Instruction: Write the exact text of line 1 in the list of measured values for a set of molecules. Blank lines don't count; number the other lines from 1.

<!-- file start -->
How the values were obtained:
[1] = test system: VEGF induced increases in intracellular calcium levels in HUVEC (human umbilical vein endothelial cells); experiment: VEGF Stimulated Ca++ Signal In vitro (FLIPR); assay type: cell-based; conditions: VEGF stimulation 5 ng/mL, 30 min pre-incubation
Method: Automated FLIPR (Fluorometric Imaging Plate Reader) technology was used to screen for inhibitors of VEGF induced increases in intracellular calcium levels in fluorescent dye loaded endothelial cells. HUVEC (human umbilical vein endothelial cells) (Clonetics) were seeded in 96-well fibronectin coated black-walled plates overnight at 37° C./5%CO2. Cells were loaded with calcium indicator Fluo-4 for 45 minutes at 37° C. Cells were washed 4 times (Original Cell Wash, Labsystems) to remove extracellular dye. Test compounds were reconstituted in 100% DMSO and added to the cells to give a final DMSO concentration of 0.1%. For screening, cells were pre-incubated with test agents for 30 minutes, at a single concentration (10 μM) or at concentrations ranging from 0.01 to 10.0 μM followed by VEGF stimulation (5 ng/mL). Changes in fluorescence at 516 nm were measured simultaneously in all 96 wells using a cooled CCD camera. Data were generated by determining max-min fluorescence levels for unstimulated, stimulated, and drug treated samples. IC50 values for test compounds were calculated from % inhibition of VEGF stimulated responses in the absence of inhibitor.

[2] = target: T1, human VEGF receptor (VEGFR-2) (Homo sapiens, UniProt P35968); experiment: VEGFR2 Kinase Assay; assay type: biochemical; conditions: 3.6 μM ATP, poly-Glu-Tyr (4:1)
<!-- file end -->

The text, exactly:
How the values were obtained: